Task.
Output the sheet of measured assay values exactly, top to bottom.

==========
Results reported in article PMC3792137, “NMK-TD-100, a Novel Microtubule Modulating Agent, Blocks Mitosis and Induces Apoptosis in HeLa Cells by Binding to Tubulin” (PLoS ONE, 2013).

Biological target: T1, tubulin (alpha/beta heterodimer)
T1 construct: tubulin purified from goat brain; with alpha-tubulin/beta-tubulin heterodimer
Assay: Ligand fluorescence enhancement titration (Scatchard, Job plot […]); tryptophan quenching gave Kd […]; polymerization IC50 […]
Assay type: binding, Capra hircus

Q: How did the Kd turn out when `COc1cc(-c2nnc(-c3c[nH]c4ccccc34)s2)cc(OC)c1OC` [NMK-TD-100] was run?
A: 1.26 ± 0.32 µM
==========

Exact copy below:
Results reported in article PMC3792137, “NMK-TD-100, a Novel Microtubule Modulating Agent, Blocks Mitosis and Induces Apoptosis in HeLa Cells by Binding to Tubulin” (PLoS ONE, 2013).

Biological target: T1, tubulin (alpha/beta heterodimer)
T1 construct: tubulin purified from goat brain; with alpha-tubulin/beta-tubulin heterodimer
Assay: Ligand fluorescence enhancement titration (Scatchard, Job plot […]); tryptophan quenching gave Kd […]; polymerization IC50 […]
Assay type: binding, Capra hircus

Q: How did the Kd turn out when `COc1cc(-c2nnc(-c3c[nH]c4ccccc34)s2)cc(OC)c1OC` [NMK-TD-100] was run?
A: 1.26 ± 0.32 µM